Translated from German by Patricia Tiney
Following the madness of Hoffmann’s The Golden Pot and prior to diving into Tomcat Murr for the GLM group read, I decided a quick dose of realism was called for. Number one destination for C19 poetic realism has to be Theodor Fontane, and as it’s Firm Favourites Week, I thought why not. The added bonus was discovering that Under The Pear Tree is a crime novella! (I had no idea Fontane wrote such things.)
Set in the Brandenburgish village of Oberbruch, Under The Pear is based on real events. In the novella, innkeeper and general stores manager Abel Hradscheck and his wife are in financial difficulties, most of it of their own making. Hradscheck spends too much time socialising, drinking and gambling with his clientele. Of course, the big win never comes. So desperate measures are needed when a creditor calls in a debt …
When the debt-collector arrives, Hradscheck makes a great show of paying off his dues in public. The story goes that his wife has come into a fortuitous inheritance. But, the following day, the debt-collector’s horse and wagon are found overturned in the Oder, and no corpse can be found. Suspicion naturally falls on Hradscheck, and when the whispers finally become loud enough, he is arrested.
His neighbour, Frau Jeschke, a malevolent old woman, reports on how, on the night the debt-collector was staying at the inn, she saw Hradscheck stumble out bearing a heavy load, whereupon he proceeded to dig a hole under the pear tree. The thing is, we already know there is a corpse buried there, and there’s no way it can be a victim of Hradscheck. The authorities understand this too when they exhume the corpse, and have have no option but to free their suspect. An injustice has been averted. Or has it?
There are strong suspicions from the off that the man is guilty but there’s no hard evidence. All evidence prior to the crime is circumstantial and afterwards, psychological. Hradscheck’s wife is the one with a conscience, and ultimately cannot live with her guilt. Hradscheck continues to live life to the full within his means, now that business is good. He only appears nervous when his carefully constructed existence is threatened. But the morale behind Fontane’s story is that the truth will out, and it’s only a matter of time before Hradscheck makes a crucial mistake.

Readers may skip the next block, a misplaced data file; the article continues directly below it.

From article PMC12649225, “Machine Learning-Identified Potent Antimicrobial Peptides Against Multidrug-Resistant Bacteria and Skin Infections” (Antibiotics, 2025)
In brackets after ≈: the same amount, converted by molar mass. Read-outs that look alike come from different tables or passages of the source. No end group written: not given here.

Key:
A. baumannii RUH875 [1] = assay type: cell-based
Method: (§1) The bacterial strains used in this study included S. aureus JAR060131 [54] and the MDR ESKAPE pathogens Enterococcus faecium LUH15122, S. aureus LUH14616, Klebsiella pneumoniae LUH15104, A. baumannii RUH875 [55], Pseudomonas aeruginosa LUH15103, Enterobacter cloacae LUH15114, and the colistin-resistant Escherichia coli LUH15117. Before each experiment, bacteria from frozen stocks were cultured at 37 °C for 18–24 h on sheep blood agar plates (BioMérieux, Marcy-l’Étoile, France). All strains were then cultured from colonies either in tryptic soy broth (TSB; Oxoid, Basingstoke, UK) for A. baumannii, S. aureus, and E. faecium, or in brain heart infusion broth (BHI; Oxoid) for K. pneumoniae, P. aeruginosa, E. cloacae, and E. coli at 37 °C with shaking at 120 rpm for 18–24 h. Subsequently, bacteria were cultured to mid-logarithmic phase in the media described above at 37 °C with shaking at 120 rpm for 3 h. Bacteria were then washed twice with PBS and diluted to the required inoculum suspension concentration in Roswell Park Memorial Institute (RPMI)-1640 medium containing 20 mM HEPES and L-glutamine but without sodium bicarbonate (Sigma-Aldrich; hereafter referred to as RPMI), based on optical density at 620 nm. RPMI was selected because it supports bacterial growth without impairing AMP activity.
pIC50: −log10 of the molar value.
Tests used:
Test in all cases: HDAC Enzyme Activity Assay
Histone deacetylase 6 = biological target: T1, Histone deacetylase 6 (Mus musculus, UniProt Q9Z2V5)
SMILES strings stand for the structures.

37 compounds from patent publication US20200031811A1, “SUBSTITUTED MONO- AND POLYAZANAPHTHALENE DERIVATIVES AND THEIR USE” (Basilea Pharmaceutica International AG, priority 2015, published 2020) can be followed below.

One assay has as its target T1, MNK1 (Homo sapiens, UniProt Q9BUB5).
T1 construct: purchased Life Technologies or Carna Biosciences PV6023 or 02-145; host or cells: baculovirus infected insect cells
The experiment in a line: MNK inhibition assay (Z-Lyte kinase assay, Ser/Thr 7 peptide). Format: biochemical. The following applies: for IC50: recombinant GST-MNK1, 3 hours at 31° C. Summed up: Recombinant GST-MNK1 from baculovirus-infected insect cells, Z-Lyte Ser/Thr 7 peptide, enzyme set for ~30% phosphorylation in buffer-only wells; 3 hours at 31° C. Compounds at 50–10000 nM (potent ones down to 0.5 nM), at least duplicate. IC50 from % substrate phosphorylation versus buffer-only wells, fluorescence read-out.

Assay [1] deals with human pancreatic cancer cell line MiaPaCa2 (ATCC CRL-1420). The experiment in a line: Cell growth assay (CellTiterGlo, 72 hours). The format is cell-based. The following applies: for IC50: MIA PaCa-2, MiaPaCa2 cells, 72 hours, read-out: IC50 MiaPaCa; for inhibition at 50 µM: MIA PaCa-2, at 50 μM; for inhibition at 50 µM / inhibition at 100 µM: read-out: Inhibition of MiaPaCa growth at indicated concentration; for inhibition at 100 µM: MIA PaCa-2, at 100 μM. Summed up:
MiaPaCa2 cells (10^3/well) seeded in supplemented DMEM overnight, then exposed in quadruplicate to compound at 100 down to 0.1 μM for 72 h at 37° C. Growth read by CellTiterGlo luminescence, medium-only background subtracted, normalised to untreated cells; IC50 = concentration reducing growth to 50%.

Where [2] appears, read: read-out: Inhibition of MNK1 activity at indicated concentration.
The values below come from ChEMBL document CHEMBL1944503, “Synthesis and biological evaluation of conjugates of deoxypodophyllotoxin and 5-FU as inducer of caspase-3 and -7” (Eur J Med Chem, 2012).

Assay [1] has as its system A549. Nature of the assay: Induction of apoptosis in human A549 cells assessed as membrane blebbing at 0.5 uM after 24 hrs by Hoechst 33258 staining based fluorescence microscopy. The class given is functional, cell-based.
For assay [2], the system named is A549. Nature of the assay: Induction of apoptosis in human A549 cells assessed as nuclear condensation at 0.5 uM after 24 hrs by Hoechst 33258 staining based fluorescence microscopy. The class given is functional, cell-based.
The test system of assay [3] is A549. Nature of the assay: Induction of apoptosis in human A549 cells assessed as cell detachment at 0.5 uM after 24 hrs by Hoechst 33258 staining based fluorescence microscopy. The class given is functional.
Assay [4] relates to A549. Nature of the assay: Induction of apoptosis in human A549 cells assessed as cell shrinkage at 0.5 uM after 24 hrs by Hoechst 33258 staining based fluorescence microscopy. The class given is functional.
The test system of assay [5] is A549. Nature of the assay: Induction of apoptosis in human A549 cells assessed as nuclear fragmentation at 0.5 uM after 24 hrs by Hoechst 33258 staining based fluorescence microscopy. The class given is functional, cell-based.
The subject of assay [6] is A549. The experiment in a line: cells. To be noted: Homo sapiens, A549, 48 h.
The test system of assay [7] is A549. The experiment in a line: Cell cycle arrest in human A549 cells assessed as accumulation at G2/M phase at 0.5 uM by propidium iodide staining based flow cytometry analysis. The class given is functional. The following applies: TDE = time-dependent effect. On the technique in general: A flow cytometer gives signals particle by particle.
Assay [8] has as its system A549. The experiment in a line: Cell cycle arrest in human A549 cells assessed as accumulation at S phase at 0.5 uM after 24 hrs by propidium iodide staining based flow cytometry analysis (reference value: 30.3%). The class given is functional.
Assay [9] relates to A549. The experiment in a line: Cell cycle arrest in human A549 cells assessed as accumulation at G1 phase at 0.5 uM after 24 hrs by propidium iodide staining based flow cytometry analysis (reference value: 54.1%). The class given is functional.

Even though Fontane’s presentation is unsensational (in comparison to today’s crime fiction), Under The Pear Tree is still a compelling read. Fontane balances what is hidden with what is seen. His villain is an amiable man, who is driven to crime through circumstance. Yet his aptitude is somewhat disconcerting. The cast of subsidiary characters is quite large and there is an element of social critique. Hradscheck is as his name suggests an outsider, and while he may have been accepted into the community, his wife has not. She is from a higher social class and a little stand-offish. Differences in class are distinguished through speech with the differentiation preserved in the translation by using a mild Yorkshire dialect where German dialect (Brandburgerisch?) appears in the original.
As I was reading, I began to think of Under The Pear Tree as a slighter work, something along the lines of an entertainment. Not that that’s a disparagement. After all it takes skill for an author to manipulate his readers into cheering when someone they strongly suspect – nay, indeed know to be a murderer – is released …